Many are familiar with the company Vortex due to their high-quality red dot optics. However, that is only a small part of what Vortex creates.
I’m a big fan of their products, and I feel they make excellent optics. Their line of binoculars varies, so specifically, I want to focus on the Vortex Viper line.
The Vortex Viper binoculars are some of the best for those rougher outdoor activities. It comes in Viper full size and the Viper compact. Specifically for those whose bread and butter are hunting.
For hunting, I prefer full-size field glasses. This is solely because I hunt in mostly low light situations — in the early morning and late evenings. I want to maximize my exit pupil too.
The Viper is available in wide variety of magnifications and objective lens sizes. The maximum magnification of this line is 15 power and a minimum of 6 power. This represents realistic magnifications in different hunting styles.
The 10 x 50, 8 x 42, and 6 x 32 options even offer long eye relief for glasses wearers. Because each of these optics has different specifications, let’s focus on the 8 x 42mm Viper binoculars.
The 8 x 42mm represents what most average hunters in the Southeast will need. This size keeps them quite light at only 24.2 ounces. They are comfortable to wear around the neck and easy to scan with for extended periods.
The bigger you go, the heavier they get, another reason to limit yourself to the 8 x 42mm models.
It gives you an eye pupil of 5.3 mm. This allows you to see throughout the entire day decently. It’s never too bright or too dim to see until the dead of night. A little larger exit pupil would be a bit better, but the weight trade off of a large objective lens would be worth it.
It uses a roof prism which makes it more compact, making it easier to carry through the field. You also get a solid 20 mm of eye relief, so those with glasses are well served with this kit. This includes those who wear shooting glasses for eye protection, as all hunters should.
It has an adjustable diopter that can also be locked down. A locking diopter is necessary on any binoculars used over rugged terrain. Without it, the diopter may slip during movement, and then you’ll have to readjust it before you can use your binocs.
Some other convenient, but not necessary, features include adjustable eyecups to max out the comfort level. These binocs are tripod adaptable and have an excellent center focus wheel that moves smoothly and transitions clearly.
Comparison to Similar Products
The comparison is based on the 8x42mm model.
|Exit Pupil||5.3 mm||5.3 mm|
|Eye Relief||20 mm||19 mm||19.5 mm|
|Close Focus||5.1 ft||8 ft||6.6 ft|
|FOV||347 ft @ 1000 yards||379.5 ft @ 1000 yards|
|Size||5.8 x 5.3 in||5.60 in||6.06 x 5.12 in|
|Weight||24.2 oz||23.40 oz||27.16 oz|
|Cost||Check Price||Check Price||Check Price|
Leupold BX-3 Mojave
The Leupold BX-3 Mojave is a close competitor to the Vortex Viper HD. They both sport rubberized armor, are water and fogproof, and are superior optics from well-established companies.
Leupold offers models in 8 x 42mm, and it weighs a little less than the Viper binocs. Both use a roof prism, and the Leupold is more compact overall.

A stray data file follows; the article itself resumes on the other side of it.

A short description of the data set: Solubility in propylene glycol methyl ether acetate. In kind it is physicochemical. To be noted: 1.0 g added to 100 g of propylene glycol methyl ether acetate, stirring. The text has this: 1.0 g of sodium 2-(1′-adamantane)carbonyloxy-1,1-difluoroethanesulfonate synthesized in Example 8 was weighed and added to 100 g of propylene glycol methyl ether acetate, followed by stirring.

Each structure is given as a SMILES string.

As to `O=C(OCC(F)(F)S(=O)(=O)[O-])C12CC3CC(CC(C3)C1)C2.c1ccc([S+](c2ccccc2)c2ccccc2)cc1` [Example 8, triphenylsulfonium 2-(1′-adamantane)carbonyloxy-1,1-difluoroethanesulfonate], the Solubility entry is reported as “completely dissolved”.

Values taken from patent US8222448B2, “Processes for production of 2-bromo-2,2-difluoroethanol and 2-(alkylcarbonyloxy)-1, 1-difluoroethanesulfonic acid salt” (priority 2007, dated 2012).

The Viper has the advantage of a locking diopter and a closer close focus. The ArmorTek lens coating, which protects the lenses, is also more durable.
These two binoculars are very close when it comes to overall performance, and you really can’t go wrong with either. The Viper is slightly more affordable as well.
Vanguard Endeavor ED II
Another close competitor is the Vanguard Endeavor ED II. For brevity’s sake, I’ll call it the Endeavor from here on.
The Endeavor is an 8 x 42mm binocular that uses Bak-4 prisms, a roof prism configuration, and fully multi-coated lenses. It presents a comparable picture to the Vortex Viper. The little specs are the same, including weight, size, and close focus.
There are two significant differences between the Viper and the Endeavor.
First is the price. It has a lower priced option with the same clarity as a more expensive optic. The other difference is the durability that the Viper provides. The Viper presents a rubberized armor housing, and the ArmorTek lens coating cannot be ignored.
Rating the Vortex Viper HD
This is based on a 1 to 5 stars rating.
There is a slight issue with blurring near the periphery of the optic — a minor complaint, but a valid one.
With that in mind, you are getting a clear picture everywhere else. Thanks to the Bak-4 prism, the fully multi-coated lenses, the dielectric prism coating, and the extra low dispersion HD glass make it so.
The center of the image is crystal clear and allows easy viewing of different colors and fine details. 4 stars for clarity.
While it is well made and durable, it suffers from a slight heaviness. It’s mostly due to the construction of the optic. That being said, compared to other sturdy binoculars it is surprisingly light, even lighter than the Swarovski 8 x 42 mm.
They are just a bit heavier than the ordinary binoculars. 4 stars for its weight.
Of course, they are waterproof. They are sealed with O-rings to resist water, dirt, and debris. They are fogproof and purged with nitrogen gas. They are also covered with a rubber armor to provide comfort, grip, and protection.
You can use and abuse them quite a bit before they’d give. This includes the ArmorTek lens coating to resist scratches and abrasions. 5 stars for its durability.
The Vortex Viper line of binocs is an impressive group. It received an overall rating of 4.3 stars. They tend to lie a little on the price side, but are well built, provide a clear picture, and can take a beating.
If you are looking for a pair of binocs to take with you to “see the elephant”, then the Vipers are for you.